The 1800s did not start well for the Seton family. New York City was awash with yellow fever. Will's business declared bankruptcy, and Will himself was battling a bad case of tuberculosis.
Elizabeth set up a charitable organization to help with widows whose husbands had been victims of yellow fever. She was 22 and "helped set up the first charitable organization in the country managed by women".

Will's sickness worsened.The doctors said that maybe a change in climate would help, and so Will, Elizabeth and their daughter Anne went to Italy to stay with some business associates of Will's who offered to keep them while Will convalesced. Unfortunately, Will died shortly after arriving, after enduring a long quarantine period.

Elizabeth was understandably destroyed.The Filicchi family, with whom they were staying, were a source of comfort and support. They were Catholics, and they introduced her to their faith. This was the first time that Elizabeth had contact with Catholics who were articulate, educated, and rather well off. (Remember the poor immigrant Catholics that she was used to seeing.) Somewhere between her time with them,and the insanely long boat ride back to America, she converted to Catholicism.

In 1809 Elizabeth moved herself and her children to Emmitsburg Maryland where she established St Joseph's Academy and Free School, dedicated to educating girls.This was the first free Catholic school in the United States and the beginning of what would become a very far reaching system.She also helped to establish a branch of the Sisters of Charity, a religious community and was called "Mother Seton".
Also have you heard of Seton Hall, yeah, guess who that's named after.

Elizabeth's life was not an easy one. 2 of her daughters died, money problems plagued the school, interpersonal problems between members of Sisters of Charity and the Catholic church, and more were her constant companions before her death of tuberculosis in 1821 at the age of 46.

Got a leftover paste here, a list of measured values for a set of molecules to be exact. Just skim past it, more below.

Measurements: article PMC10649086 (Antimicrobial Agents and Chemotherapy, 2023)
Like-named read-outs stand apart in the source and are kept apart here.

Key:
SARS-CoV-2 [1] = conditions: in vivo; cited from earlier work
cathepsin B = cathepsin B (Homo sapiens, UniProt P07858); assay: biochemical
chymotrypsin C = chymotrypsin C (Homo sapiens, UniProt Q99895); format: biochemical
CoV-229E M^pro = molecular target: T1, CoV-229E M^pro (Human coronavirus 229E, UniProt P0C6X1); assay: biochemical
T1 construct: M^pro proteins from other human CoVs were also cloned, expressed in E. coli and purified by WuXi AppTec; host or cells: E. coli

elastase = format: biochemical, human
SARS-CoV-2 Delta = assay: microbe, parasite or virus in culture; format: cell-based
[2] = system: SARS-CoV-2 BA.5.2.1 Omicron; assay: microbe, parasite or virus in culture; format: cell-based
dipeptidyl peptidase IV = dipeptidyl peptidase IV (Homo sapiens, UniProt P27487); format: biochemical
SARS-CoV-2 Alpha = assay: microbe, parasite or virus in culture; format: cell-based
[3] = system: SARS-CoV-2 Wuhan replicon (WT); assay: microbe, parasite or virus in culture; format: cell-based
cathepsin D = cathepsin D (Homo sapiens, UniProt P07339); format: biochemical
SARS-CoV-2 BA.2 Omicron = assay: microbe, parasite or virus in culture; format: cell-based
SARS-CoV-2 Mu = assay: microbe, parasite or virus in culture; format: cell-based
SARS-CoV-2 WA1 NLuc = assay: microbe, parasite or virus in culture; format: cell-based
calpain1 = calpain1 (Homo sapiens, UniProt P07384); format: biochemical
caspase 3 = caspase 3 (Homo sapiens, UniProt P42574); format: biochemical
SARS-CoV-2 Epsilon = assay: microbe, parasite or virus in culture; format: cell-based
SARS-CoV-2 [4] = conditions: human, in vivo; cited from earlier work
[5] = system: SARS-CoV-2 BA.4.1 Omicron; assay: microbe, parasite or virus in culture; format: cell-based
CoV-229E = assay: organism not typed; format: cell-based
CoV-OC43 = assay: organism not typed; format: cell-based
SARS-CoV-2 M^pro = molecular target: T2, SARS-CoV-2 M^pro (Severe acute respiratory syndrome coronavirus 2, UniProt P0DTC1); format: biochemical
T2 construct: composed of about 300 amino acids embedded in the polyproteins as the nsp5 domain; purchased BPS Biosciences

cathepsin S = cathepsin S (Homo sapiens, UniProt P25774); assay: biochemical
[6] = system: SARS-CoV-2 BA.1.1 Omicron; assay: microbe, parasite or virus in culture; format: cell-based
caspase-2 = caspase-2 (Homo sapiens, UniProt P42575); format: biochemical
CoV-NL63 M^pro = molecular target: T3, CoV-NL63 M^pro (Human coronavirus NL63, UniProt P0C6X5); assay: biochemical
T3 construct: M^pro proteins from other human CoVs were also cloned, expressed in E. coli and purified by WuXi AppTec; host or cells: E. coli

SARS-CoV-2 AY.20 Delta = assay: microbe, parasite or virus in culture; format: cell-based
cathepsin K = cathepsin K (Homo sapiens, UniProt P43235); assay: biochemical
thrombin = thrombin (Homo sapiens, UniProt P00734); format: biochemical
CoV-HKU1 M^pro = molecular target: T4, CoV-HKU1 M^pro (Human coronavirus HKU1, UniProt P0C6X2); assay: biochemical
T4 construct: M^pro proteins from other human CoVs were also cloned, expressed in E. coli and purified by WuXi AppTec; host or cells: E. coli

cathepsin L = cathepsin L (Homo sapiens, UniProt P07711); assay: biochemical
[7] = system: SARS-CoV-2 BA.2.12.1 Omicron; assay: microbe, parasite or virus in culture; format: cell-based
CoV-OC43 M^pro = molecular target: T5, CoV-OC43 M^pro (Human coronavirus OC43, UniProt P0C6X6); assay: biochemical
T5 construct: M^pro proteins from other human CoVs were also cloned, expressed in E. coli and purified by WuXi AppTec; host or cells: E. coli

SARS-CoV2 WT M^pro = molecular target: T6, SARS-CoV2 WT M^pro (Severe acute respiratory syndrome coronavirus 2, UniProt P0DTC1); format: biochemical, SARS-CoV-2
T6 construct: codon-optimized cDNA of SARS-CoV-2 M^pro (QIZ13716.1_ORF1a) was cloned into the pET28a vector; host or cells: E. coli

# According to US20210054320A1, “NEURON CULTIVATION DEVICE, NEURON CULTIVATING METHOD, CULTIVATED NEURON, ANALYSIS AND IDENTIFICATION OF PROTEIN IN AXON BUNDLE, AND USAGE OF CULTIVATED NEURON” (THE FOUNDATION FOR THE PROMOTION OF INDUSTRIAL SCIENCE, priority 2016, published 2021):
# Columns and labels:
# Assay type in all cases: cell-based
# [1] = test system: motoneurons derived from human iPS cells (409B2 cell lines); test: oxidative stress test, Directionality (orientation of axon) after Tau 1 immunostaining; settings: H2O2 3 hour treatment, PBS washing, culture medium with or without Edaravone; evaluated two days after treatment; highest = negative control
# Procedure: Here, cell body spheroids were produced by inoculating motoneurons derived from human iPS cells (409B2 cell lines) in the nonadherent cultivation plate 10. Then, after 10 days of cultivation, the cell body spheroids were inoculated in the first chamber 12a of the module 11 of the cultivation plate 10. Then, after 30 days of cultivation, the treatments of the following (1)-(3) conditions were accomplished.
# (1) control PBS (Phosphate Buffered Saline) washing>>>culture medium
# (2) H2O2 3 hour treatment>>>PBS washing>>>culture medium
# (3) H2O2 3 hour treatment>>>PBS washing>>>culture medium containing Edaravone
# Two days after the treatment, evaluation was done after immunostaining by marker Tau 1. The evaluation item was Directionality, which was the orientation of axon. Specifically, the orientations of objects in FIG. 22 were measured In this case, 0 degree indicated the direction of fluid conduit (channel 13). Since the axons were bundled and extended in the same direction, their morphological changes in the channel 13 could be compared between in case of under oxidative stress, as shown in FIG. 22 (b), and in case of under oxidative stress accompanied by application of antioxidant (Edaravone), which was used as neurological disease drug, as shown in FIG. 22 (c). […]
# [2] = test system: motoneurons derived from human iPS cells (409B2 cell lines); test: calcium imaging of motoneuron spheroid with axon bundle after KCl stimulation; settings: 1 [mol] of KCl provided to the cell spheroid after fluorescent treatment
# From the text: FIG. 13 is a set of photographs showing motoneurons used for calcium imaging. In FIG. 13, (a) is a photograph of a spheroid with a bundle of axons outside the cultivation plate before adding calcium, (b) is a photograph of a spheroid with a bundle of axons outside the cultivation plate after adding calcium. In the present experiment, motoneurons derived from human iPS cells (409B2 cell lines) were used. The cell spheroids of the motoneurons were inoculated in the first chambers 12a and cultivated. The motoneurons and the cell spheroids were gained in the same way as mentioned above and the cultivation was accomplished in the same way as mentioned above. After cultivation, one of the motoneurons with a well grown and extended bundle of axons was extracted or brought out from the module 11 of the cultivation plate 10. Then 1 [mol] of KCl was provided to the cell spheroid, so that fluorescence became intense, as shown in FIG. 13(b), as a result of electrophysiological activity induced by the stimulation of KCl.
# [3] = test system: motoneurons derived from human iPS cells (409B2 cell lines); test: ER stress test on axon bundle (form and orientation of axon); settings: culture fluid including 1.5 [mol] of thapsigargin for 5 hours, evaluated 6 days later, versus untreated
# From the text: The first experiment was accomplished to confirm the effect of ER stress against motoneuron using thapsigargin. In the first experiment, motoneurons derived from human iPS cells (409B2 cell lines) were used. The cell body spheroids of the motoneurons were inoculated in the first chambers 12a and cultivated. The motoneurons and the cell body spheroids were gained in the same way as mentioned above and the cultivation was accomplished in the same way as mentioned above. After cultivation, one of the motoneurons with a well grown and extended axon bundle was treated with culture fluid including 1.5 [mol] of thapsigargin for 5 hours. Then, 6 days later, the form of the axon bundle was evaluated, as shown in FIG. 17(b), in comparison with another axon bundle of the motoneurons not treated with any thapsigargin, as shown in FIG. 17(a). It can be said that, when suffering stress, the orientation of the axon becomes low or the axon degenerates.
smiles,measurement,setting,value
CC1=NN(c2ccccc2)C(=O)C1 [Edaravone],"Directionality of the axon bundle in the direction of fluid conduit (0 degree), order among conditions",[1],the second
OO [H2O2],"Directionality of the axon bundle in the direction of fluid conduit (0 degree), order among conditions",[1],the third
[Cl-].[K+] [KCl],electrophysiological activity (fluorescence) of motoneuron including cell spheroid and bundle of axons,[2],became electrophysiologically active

I gave this book a 3.5 out of 5 stars rating. It was so interesting to hear the life of this woman, who I previously didn't know existed. It doesn't sugar coat the bad things of her personality either, it seemed quite even handed. (They even include a story about when her nonreligious father was dying and she tried to deal with the Lord to take her brand new baby from her in exchange for saving her father's eternal soul.) Anyway, extraordinary life, easy read, pick it up.

As a closing thought, this little rhyme was prevalent at this time,basically about why teaching girls anything was a waste:

"Why should girls be learn'd and wise?
Books only serve to spoil their eyes.
The studious eye but faintly twinkles
And reading paves the path for wrinkles."

Yeah.So I guess my eyes should be twinkling more if I read less...


  1. This is an excellent review. I like how you explained some of the history at the time before talking about the book. I find it interesting that she started a free Catholic school. I went to Catholic school and can't imagine the cost now-a-days. Nice that she helped provide that education for free.

    1. I couldn't believe the harsh treatment that Catholics received! And then to be a Catholic and a woman at this time was even harder. She did some amazing work!